Now in its third year, the Cheyenne Mountain 50K promises both a challenge and plenty of good times. Saturday’s race was my third Cheyenne Mountain 50K and I have every intention of making this an annual event. I finished twelfth overall with a time of five hours and ten minutes—7 spots and 20 minutes off last year’s result (but 15 minutes better than my 2011 result). When I crossed the finish line, I had run 83 miles in the past seven days, despite a low-grade, annoying stomach ailment all week. Clearly I didn’t really taper for this race and so I was pleased overall with the result.
Held on the south side of Cheyenne Mountain State Park in
Colorado Springs, the race involves two laps on something of a 15.5-mile figure-eight course consisting of a few respectable but certainly not steep, scary climbs.
The entire course is under 7,000 feet, making it quite tame as far as
elevation. In my opinion, the southern-most loop of the figure-eight is the
more difficult of the two.
Heading into the race, my fueling strategy consisted
basically of water and Honey Stinger gels. I’d used Honey Stinger gels on a few
runs in which I tried to go as long as possible without calories, and going
into the race they seemed to do a decent job. I also thought the honey in these
gels would help keep my stomach happy. Again, I’d battled stomach problems for
the better part of the week—a bug I likely caught from my son.
Sure enough, only a few miles into the race my gut started
hurting. I wore a waist pack and it put a lot of uncomfortable pressure on my
gut. The problem only worsened, leading to not only stomach pains but also
nausea. I continued to fuel on Honey Stingers and water and took a few Fig
Newtons at various points in the race, all the way staying calm and just trying
to execute. I ran the hills but my climbing legs clearly weren’t at their best.
I came through the halfway point in 2:17—two minutes off last year’s time. For the
first 20 miles I ran in the top 10, almost every step with the eventual women’s
winner and course record setter, Amanda Ewing, but I felt my energy waning and
my stomach getting unhappier with every step.
At about mile 22, with the temperature in the low 70s and
the sun out in full force, I ran out of gas and started walking. Amanda passed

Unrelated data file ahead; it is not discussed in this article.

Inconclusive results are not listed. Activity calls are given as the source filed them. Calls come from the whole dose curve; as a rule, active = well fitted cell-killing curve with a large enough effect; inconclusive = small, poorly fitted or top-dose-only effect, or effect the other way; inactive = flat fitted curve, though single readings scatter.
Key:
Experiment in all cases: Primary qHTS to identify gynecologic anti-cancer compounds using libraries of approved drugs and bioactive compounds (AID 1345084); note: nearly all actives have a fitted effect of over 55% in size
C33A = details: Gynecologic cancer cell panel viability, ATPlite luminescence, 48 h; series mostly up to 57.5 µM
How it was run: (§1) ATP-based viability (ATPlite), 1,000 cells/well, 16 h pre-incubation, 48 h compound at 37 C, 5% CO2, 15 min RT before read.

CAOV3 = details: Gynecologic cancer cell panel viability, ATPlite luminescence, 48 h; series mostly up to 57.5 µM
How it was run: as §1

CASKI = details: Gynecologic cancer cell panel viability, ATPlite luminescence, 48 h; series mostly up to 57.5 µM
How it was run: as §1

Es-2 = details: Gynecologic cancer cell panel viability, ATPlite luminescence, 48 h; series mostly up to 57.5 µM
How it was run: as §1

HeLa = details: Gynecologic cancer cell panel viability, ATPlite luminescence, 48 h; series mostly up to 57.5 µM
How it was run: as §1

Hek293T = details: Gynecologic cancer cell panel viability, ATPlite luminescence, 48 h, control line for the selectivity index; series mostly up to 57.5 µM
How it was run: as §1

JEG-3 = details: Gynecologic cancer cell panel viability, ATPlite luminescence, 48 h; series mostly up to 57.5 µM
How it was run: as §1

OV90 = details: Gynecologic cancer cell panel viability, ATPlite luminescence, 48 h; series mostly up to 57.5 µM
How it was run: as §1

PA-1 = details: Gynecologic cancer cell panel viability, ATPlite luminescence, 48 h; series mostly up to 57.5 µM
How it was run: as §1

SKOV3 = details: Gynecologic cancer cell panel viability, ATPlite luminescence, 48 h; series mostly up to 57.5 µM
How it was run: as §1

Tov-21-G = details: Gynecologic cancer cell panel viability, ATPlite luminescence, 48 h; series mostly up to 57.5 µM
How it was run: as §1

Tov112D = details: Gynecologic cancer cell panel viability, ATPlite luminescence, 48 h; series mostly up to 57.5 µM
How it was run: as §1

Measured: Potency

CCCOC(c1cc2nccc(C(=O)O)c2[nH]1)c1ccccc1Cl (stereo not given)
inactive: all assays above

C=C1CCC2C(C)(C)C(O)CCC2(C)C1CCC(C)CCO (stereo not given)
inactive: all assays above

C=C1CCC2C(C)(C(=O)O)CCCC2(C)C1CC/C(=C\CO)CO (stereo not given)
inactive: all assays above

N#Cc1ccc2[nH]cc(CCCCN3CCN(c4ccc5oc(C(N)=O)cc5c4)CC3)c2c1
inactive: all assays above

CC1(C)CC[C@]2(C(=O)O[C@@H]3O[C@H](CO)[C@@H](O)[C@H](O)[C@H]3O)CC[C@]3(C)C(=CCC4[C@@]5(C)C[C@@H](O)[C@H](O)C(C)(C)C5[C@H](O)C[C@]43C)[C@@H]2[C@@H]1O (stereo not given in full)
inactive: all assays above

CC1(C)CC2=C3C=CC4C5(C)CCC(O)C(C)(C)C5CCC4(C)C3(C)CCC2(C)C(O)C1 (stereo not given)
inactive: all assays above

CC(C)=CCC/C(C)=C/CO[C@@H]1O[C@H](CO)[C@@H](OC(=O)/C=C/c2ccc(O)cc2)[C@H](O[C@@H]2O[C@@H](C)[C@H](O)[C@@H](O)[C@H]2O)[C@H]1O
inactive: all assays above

me and I didn’t see her for the rest of the race. At the time, I couldn’t
figure out why I’d run out of energy since I’d been fueling on Honey Stinger
gels. But then it hit me that I’d bonked, and I also figured my stomach ailment
had taken a toll, as well. At the 24.5-mile aid station, having death-marched
the last few miles and been passed by a few runners, I took a Hammer gel and
some water, and then continued on my way—still reduced to hiking. To say I hit
a low spot, both physically and mentally, would be an understatement. I’d never
hit a low like this in a 50K.
But then, around mile 26, I started to feel some energy come
back and began running again. My legs seemed to come alive after basically
shutting down on me. Was it the Hammer gel? After mile 26, I could run the
flats and downs, albeit not as fast as I wanted, and jogged/hiked the ups. I
still wasn’t in super shape, but I was far more functional than before. In
times like these, you have to take baby steps. After four really rough miles, it
was heartening running down the trail and knowing that, with each step, the
finish neared. I took another Hammer gel at the mile-28.5 aid station, nearly
gagging in the process, and mostly ran into the finish, save a few hikes on the
About 100 meters from the finish, I got chased down by
another runner. Without even thinking, I hit the gas and we both blew into the
finish line, crossing literally at the same time. It was truly a photo finish.
On chip time I beat him by one second! I have good closing speed but his
closing speed was a bit better, and so it took everything I had to try to hold
him off. My hat’s off to him for a really badass chase-down.
Unfortunately, that sprint finish pretty much finished me
off. As soon as I crossed it was like someone turned out the lights. Everything
went black and I immediately sat down on a rock—a crumpled mass—with my head
between my knees. The entire experience is foggy. All I remember is Scott W.
standing over me asking if I was okay. At that moment, I felt hideous. After
downing a few cups of water, I hobbled to my car and began the long drive home,
nearly throwing up at a 7-Eleven a few miles up the highway. Clearly my blood
sugar had plummeted. A few Coca-Colas and a Gatorade on the drive home made a
big difference, but it was rough trip, to say the least.
This was a good training run and it was great to see friends, such as Scott W., AJ, JT, Andy, Shad and others. I only wish I could have stuck around longer and enjoyed the post-race festivities and chicanery but Anne was on call at work, and so I had to get back to Parker ASAP for emergency kid duty.
As far as what's next, I’m not that sore, which
surprises me a bit. On Sunday morning I got in a little over 9 miles with our dog
and I could have run much farther. So it appears I got through Cheyenne, though
a tough race for me, without much lasting soreness or damage—a good thing as I
continue to ramp up for the Leadville 100. My next race, as of now, is the Leadville Trail Marathon in late June. Between now and then I have lots of trail running and climbing to do.
Congrats to all finishers!